An article which gives an account of some properties of magic squares.

Middle Man

Age 16 to 18 Challenge Level:

Mark a point P inside a closed curve. Is it always possible to find two points that lie on the curve, such that P is the mid point of the line joining these two points?

An Alphanumeric

Age 16 to 18

Freddie Manners, of Packwood Haugh School in Shropshire solved an alphanumeric without using the extra information supplied and this article explains his reasoning.

Can it Be

Age 16 to 18 Challenge Level:

When if ever do you get the right answer if you add two fractions by adding the numerators and adding the denominators?

Classifying Solids Using Angle Deficiency

Age 11 to 16 Challenge Level:

Toni Beardon has chosen this article introducing a rich area for practical exploration and discovery in 3D geometry

Dalmatians

Age 14 to 18 Challenge Level:

Investigate the sequences obtained by starting with any positive 2 digit number (10a+b) and repeatedly using the rule 10a+b maps to 10b-a to get the next number in the sequence.

Proof Sorter - Quadratic Equation

Age 14 to 18 Challenge Level:

This is an interactivity in which you have to sort the steps in the completion of the square into the correct order to prove the formula for the solutions of quadratic equations.

Iff

Age 14 to 18 Challenge Level:

Take a triangular number, multiply it by 8 and add 1. What is special about your answer? Can you prove it?

And So on - and on -and On

Age 16 to 18 Challenge Level:

Can you find the value of this function involving algebraic fractions for x=2000?

Look Before You Leap

Age 16 to 18 Challenge Level:

Relate these algebraic expressions to geometrical diagrams.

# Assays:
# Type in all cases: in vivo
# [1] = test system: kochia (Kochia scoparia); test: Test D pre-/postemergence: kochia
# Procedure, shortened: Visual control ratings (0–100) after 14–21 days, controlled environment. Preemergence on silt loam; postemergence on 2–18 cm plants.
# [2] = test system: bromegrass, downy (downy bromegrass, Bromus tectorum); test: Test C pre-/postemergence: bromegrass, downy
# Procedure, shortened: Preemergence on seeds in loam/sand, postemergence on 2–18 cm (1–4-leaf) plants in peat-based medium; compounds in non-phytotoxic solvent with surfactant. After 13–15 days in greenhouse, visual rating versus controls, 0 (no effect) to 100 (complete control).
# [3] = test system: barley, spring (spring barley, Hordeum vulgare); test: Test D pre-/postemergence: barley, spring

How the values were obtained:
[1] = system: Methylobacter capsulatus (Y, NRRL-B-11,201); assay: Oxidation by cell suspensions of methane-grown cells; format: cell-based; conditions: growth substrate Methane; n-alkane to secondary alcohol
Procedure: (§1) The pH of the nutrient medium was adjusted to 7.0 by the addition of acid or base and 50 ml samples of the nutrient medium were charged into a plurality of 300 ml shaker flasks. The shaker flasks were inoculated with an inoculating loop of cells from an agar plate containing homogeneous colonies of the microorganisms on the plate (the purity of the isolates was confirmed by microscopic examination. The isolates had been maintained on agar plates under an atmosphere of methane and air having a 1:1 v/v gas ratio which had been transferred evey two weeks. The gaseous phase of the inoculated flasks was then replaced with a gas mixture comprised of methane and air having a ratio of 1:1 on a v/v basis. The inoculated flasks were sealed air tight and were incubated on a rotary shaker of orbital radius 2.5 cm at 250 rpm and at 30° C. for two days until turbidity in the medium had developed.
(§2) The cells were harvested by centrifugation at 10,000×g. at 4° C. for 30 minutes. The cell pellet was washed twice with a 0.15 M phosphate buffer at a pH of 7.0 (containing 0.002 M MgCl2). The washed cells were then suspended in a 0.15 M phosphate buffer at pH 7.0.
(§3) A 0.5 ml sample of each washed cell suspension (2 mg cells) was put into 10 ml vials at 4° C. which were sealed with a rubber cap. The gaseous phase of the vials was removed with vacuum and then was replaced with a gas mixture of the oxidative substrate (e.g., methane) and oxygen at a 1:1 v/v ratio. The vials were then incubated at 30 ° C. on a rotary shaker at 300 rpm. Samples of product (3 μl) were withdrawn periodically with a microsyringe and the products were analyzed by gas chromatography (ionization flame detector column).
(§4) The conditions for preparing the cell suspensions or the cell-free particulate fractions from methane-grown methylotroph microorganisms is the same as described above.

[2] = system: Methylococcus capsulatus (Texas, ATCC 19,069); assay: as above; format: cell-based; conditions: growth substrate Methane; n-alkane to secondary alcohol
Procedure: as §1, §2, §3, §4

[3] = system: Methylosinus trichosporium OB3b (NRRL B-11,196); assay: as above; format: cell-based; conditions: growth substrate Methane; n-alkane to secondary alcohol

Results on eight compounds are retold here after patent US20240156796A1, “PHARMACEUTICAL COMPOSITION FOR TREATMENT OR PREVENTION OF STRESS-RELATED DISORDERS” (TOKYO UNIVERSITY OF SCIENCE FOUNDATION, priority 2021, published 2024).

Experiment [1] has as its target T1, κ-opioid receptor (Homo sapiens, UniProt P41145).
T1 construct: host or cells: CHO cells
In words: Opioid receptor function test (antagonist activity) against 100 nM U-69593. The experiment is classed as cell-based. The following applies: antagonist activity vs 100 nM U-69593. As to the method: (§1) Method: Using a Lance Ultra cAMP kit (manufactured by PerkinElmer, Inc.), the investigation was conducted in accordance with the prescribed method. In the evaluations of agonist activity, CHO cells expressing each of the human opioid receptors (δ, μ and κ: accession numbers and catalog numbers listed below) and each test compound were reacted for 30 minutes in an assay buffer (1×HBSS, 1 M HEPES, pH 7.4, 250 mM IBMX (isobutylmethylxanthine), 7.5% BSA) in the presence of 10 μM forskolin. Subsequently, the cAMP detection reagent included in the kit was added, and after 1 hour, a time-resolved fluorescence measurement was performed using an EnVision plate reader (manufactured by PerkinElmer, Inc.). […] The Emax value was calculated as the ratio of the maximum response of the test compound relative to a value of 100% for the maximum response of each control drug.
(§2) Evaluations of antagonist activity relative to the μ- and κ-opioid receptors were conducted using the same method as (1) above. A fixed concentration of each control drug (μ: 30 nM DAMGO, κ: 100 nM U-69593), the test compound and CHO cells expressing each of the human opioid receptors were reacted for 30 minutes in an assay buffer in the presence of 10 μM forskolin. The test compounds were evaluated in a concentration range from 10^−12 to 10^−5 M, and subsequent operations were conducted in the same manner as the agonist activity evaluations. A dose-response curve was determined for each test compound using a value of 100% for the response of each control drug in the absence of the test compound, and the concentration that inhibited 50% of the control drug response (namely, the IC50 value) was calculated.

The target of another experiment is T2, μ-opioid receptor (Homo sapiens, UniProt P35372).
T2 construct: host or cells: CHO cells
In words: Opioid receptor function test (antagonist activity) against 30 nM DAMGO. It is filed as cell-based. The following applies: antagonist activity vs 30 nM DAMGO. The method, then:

Doodles

Age 14 to 16 Challenge Level:

Draw a 'doodle' - a closed intersecting curve drawn without taking pencil from paper. What can you prove about the intersections?

An Introduction to Number Theory

Age 16 to 18

An introduction to some beautiful results of Number Theory (a branch of pure mathematics devoted primarily to the study of the integers and integer-valued functions)

Mind Your Ps and Qs

Age 16 to 18 Short Challenge Level:

Sort these mathematical propositions into a series of 8 correct statements.

Knight Defeated

Age 14 to 16 Challenge Level:

The knight's move on a chess board is 2 steps in one direction and one step in the other direction. Prove that a knight cannot visit every square on the board once and only (a tour) on a 2 by n board. . . .

Road Maker

Age 14 to 18 Challenge Level:

Which of these roads will satisfy a Munchkin builder?

Notty Logic

Age 16 to 18 Challenge Level:

Have a go at being mathematically negative, by negating these statements.

The Clue Is in the Question

Age 16 to 18 Challenge Level:

Starting with one of the mini-challenges, how many of the other mini-challenges will you invent for yourself?

More Dicey Decisions

Age 16 to 18 Challenge Level:

The twelve edge totals of a standard six-sided die are distributed symmetrically. Will the same symmetry emerge with a dodecahedral die?

Interpolating Polynomials

Age 16 to 18 Challenge Level:

Given a set of points (x,y) with distinct x values, find a polynomial that goes through all of them, then prove some results about the existence and uniqueness of these polynomials.

Proof: A Brief Historical Survey

Age 14 to 18

If you think that mathematical proof is really clearcut and universal then you should read this article.

On the Importance of Pedantry

Age 16 to 18

A introduction to how patterns can be deceiving, and what is and is not a proof.

Mechanical Integration

Age 16 to 18 Challenge Level:

To find the integral of a polynomial, evaluate it at some special points and add multiples of these values.

Polite Numbers

Age 16 to 18 Challenge Level:

A polite number can be written as the sum of two or more consecutive positive integers. Find the consecutive sums giving the polite numbers 544 and 424. What characterizes impolite numbers?

Russian Cubes

Age 14 to 16 Challenge Level:

I want some cubes painted with three blue faces and three red faces. How many different cubes can be painted like that?

Impossible Sandwiches

Age 11 to 18

In this 7-sandwich: 7 1 3 1 6 4 3 5 7 2 4 6 2 5 there are 7 numbers between the 7s, 6 between the 6s etc. The article shows which values of n can make n-sandwiches and which cannot.

Problem Solving, Using and Applying and Functional Mathematics

Age 5 to 18 Challenge Level:

Problem solving is at the heart of the NRICH site. All the problems give learners opportunities to learn, develop or use mathematical concepts and skills. Read here for more information.